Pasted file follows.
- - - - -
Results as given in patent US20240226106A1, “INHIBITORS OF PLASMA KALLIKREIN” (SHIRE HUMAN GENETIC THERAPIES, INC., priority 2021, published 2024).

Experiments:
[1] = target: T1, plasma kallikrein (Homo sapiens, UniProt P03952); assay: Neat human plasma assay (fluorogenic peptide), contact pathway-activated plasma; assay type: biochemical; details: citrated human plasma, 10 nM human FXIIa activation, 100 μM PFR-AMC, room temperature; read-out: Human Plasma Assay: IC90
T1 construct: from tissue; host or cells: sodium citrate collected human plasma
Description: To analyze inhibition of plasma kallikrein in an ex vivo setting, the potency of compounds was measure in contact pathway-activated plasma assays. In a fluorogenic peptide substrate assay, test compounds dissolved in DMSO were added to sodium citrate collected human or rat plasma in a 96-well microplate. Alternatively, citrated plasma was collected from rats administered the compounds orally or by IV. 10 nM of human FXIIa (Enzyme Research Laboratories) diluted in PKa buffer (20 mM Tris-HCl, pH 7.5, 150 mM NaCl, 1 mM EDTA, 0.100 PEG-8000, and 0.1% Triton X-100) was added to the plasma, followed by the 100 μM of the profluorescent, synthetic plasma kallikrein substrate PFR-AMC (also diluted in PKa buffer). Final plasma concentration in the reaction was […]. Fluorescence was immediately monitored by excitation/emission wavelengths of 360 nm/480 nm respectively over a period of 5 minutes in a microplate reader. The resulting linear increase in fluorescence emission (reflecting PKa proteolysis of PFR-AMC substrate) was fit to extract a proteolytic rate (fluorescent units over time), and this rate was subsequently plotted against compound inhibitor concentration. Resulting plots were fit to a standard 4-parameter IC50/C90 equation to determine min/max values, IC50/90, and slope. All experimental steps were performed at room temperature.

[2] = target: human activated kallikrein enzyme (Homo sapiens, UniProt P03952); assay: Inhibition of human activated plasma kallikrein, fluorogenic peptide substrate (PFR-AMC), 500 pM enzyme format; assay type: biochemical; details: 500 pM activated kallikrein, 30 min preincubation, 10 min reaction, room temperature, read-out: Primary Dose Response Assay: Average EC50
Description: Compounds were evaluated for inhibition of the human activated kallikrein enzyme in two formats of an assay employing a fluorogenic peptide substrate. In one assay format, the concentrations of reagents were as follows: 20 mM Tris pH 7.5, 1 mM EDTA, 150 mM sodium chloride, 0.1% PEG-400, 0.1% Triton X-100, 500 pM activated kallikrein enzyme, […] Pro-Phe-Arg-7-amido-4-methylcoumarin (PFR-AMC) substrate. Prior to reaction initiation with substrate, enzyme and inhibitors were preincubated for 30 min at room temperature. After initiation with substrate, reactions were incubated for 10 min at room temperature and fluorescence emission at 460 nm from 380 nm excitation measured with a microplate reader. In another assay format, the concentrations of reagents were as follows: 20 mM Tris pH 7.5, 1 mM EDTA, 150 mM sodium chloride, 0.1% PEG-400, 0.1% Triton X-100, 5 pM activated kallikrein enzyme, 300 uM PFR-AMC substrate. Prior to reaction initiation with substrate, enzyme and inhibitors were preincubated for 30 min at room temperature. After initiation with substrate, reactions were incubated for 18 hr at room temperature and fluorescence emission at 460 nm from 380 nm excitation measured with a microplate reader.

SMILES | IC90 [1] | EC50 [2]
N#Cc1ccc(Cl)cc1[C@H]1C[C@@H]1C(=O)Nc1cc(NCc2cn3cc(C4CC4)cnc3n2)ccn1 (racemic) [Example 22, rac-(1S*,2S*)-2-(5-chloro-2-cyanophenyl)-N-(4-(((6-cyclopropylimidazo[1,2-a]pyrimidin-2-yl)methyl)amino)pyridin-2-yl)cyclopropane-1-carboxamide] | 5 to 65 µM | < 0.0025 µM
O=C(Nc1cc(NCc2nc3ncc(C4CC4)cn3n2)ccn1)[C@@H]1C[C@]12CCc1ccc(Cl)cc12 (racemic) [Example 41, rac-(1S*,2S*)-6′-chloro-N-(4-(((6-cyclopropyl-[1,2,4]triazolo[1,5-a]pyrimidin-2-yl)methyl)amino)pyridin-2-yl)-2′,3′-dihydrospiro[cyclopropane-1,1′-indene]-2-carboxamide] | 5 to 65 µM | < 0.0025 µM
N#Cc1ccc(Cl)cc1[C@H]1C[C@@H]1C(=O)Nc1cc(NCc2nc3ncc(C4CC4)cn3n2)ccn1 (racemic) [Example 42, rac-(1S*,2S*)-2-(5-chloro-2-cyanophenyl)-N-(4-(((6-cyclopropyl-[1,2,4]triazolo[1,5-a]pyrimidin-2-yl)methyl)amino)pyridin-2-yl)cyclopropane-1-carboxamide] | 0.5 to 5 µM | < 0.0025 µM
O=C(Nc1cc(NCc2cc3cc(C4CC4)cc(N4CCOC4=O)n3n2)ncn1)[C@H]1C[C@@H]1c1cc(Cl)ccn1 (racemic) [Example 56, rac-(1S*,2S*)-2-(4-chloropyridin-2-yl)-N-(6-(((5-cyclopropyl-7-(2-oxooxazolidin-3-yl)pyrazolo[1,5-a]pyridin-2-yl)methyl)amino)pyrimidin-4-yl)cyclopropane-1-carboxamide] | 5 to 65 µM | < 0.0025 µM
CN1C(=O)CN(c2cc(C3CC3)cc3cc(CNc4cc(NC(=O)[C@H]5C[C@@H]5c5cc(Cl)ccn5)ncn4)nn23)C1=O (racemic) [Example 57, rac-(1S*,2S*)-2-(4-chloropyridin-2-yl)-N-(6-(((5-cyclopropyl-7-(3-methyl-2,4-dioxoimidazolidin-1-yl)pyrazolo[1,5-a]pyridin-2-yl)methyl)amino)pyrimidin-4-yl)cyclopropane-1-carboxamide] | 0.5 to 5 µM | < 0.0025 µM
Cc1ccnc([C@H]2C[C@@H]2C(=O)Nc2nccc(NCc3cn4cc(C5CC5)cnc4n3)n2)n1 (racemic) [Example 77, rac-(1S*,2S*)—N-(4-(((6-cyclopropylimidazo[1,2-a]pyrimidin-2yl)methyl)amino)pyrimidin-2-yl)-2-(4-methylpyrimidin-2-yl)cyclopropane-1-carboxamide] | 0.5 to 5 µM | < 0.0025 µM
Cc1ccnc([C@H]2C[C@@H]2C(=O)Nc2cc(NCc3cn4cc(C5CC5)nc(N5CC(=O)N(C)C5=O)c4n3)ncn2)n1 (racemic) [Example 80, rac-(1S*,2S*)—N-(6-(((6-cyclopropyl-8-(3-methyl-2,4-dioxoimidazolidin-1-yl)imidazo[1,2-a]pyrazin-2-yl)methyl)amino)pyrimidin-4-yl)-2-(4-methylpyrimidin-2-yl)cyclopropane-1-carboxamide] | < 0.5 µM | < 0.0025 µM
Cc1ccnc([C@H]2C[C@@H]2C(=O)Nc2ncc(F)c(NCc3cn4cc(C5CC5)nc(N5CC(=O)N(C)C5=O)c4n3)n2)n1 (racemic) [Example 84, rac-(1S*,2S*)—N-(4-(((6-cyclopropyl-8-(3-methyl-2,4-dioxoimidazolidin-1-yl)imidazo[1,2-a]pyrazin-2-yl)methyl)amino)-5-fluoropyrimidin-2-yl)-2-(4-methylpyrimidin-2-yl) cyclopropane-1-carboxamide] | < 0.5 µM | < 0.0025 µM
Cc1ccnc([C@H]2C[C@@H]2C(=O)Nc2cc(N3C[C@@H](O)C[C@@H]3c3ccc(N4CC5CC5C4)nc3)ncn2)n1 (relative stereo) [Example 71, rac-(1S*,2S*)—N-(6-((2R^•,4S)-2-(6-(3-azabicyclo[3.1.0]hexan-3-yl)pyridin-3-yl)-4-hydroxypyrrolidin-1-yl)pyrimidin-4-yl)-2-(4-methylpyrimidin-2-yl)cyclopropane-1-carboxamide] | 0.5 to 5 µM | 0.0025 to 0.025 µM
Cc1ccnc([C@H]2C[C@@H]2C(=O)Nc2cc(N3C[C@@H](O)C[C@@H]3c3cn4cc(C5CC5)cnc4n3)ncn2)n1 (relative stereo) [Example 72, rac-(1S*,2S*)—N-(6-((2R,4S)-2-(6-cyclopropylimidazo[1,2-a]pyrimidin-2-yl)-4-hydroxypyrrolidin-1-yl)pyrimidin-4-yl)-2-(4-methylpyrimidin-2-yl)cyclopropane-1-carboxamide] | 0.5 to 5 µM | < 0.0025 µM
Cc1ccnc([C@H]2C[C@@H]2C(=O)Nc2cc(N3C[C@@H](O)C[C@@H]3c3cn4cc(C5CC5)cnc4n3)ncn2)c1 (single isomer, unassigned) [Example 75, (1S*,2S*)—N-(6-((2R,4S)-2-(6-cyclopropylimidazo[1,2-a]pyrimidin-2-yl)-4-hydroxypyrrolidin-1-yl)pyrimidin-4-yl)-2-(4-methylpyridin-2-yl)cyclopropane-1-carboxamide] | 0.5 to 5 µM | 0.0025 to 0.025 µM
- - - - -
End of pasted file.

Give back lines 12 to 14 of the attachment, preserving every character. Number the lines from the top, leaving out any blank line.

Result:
O=C(Nc1cc(NCc2cc3cc(C4CC4)cc(N4CCOC4=O)n3n2)ncn1)[C@H]1C[C@@H]1c1cc(Cl)ccn1 (racemic) [Example 56, rac-(1S*,2S*)-2-(4-chloropyridin-2-yl)-N-(6-(((5-cyclopropyl-7-(2-oxooxazolidin-3-yl)pyrazolo[1,5-a]pyridin-2-yl)methyl)amino)pyrimidin-4-yl)cyclopropane-1-carboxamide] | 5 to 65 µM | < 0.0025 µM
CN1C(=O)CN(c2cc(C3CC3)cc3cc(CNc4cc(NC(=O)[C@H]5C[C@@H]5c5cc(Cl)ccn5)ncn4)nn23)C1=O (racemic) [Example 57, rac-(1S*,2S*)-2-(4-chloropyridin-2-yl)-N-(6-(((5-cyclopropyl-7-(3-methyl-2,4-dioxoimidazolidin-1-yl)pyrazolo[1,5-a]pyridin-2-yl)methyl)amino)pyrimidin-4-yl)cyclopropane-1-carboxamide] | 0.5 to 5 µM | < 0.0025 µM
Cc1ccnc([C@H]2C[C@@H]2C(=O)Nc2nccc(NCc3cn4cc(C5CC5)cnc4n3)n2)n1 (racemic) [Example 77, rac-(1S*,2S*)—N-(4-(((6-cyclopropylimidazo[1,2-a]pyrimidin-2yl)methyl)amino)pyrimidin-2-yl)-2-(4-methylpyrimidin-2-yl)cyclopropane-1-carboxamide] | 0.5 to 5 µM | < 0.0025 µM